IT’S New Year’s Eve, and Scotland is home to its own special traditions.
Bob Pegg, author of The Little Book of Hogmanay, tells Stevie Gallacher the Honest Truth of the history, folklore and customs of this time of year, from its pagan roots to the present day
What’s the origin of Hogmanay? Why does it seem to be such a big deal in Scotland?
Since pagan times, northern peoples in the British Isles have marked mid-winter with wild revels, lasting from early December right through to the end of January. In 1560, when the Kirk banned the celebrating of Christmas in Scotland, all the seasonal merrymaking became concentrated around the New Year.
Where does the name Hogmanay come from?
It’s been spelled in many different ways, including hagmenay, hagmonick and huggerranohni, and there are many suggestions as to what it means. My personal favourite is “hug-me-now”, because it’s in keeping with the spirit of the season. But in reality nobody really knows.
What’s the origin of first footing?
It may go back at least to the time of the Norse invaders. Nowadays a fair-haired first footer is seen as bad luck. The reason, some say, is that a thousand years ago that same fair-haired visitor would have been a Viking at the door!
Has there been any opposition?
During the Reformation the Kirk clamped down on midwinter fun, including activities like wearing masks, cross-dressing, and dancing out of doors.
In Victorian times, town councils banned many Hogmanay street customs involving fire because of the danger to wooden buildings.
What’s the origin of the black bun, and the other traditional Hogmanay foods?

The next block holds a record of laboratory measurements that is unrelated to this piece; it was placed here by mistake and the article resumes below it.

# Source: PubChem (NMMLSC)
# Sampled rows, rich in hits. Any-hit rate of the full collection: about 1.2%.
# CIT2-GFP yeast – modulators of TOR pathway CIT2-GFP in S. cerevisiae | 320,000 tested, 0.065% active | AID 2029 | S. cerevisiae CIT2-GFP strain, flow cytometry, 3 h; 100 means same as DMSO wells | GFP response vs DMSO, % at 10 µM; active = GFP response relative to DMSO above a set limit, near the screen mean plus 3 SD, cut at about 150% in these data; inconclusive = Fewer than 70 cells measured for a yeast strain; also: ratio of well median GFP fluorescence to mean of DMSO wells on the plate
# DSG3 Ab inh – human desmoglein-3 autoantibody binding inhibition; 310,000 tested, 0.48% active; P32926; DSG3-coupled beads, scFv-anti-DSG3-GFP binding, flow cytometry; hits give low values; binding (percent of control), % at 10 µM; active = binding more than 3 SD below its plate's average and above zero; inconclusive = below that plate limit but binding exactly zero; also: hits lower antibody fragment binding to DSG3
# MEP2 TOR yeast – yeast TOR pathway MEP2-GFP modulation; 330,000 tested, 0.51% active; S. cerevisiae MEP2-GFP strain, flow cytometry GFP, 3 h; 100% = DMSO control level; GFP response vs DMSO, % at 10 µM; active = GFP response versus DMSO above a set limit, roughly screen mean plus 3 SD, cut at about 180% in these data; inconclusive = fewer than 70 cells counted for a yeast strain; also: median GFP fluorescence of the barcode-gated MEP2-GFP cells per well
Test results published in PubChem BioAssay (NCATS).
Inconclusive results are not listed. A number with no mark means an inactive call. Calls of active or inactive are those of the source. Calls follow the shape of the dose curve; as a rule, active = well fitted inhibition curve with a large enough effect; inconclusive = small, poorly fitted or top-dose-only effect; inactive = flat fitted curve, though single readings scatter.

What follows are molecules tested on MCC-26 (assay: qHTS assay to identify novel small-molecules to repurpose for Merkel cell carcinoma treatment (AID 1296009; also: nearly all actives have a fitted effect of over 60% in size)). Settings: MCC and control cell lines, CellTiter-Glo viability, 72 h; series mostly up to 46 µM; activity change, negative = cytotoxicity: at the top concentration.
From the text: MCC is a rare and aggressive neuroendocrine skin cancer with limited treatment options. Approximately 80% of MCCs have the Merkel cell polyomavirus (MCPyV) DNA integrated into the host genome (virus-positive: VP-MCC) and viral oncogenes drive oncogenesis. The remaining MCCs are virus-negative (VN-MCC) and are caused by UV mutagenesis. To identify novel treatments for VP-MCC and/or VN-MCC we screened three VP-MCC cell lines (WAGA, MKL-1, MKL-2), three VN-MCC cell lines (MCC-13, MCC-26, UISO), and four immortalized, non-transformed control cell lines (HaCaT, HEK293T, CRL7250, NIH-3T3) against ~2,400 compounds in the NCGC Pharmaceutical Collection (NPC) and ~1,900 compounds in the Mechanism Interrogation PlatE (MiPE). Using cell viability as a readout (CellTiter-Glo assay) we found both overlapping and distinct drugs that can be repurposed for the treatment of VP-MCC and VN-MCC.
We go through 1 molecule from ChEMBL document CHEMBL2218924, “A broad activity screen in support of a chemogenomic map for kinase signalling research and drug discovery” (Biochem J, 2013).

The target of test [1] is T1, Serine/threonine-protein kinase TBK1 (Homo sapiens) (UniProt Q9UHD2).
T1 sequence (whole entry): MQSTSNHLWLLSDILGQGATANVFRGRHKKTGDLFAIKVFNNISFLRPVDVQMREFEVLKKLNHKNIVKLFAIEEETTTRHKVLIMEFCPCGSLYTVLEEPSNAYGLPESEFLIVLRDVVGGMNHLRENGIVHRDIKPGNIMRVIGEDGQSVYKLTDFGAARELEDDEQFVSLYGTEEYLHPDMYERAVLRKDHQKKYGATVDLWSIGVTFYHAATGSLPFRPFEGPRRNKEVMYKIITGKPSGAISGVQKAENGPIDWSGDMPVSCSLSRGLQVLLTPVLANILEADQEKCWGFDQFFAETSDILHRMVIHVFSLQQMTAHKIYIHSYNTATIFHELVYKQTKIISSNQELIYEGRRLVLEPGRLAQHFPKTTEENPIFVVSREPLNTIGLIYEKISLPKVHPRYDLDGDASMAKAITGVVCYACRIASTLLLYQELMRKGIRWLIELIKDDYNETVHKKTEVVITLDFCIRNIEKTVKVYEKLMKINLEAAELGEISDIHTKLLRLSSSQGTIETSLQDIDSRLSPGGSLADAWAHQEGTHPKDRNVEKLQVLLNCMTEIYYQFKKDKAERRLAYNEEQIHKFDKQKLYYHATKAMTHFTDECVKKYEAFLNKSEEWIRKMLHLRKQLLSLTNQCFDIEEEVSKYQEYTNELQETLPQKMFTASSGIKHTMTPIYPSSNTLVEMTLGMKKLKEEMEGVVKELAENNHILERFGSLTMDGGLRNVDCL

Today most of us buy black bun (or fruit cake) from a shop but in the past it was part of a home-baking abundance, which included everything from seed cake to a kind of gingerbread called Black Fadge.
In the early 1800s a concoction known as the “hot pint” was carried in a bowl through the streets of Edinburgh for everyone to share. It was a mixture of ale, whisky, sugar and nutmeg.
Why do we sing Auld Lang Syne?
Burns’ celebration of friendship is perfect for Hogmanay, but there have been other favourites.
Not long ago the most popular song of the season was Peter Livingstone’s A Guid New Year To Ane An A’, which was much sung by Andy Stewart along with many others.
Livingstone was born in a Dundee tenement in 1823, but the song wasn’t published until after he died at the very young age of just 28.
Any other Hogmanay traditions?
People still “redd out” the house with a great clean up, and the Ne-erday shinty match thrives. Well into Victorian times fire ceremonies and processions were widespread – among the few survivals are the Burghead Clavie, the Stonehaven Fireballs, and Up Helly Aa in Shetland. A folk play called Galoshins survived in the Lowlands into the 20th Century.
Has New Year always been celebrated at the same time of year?
In the middle of the 18th Century an official change to the calendar put New Year back 11, then 12 days. As a result, until quite recently, some communities celebrated Hogmanay on December 31, while others waited until January 11.
Any forgotten traditions?
There are a few – in some parts of Scotland, it was a custom to break Hogmanay shortbread over a child’s head for good luck, for instance.
During the First World War, the Gordon Highlanders brought in the New Year of 1918 in caves quarried deep below the trenches, where they sang, piped and drank hot rum punch out of the sight and hearing of the German lines. When the adults were drinking whisky, children were often given fiery ginger cordial – a drink they never forgot!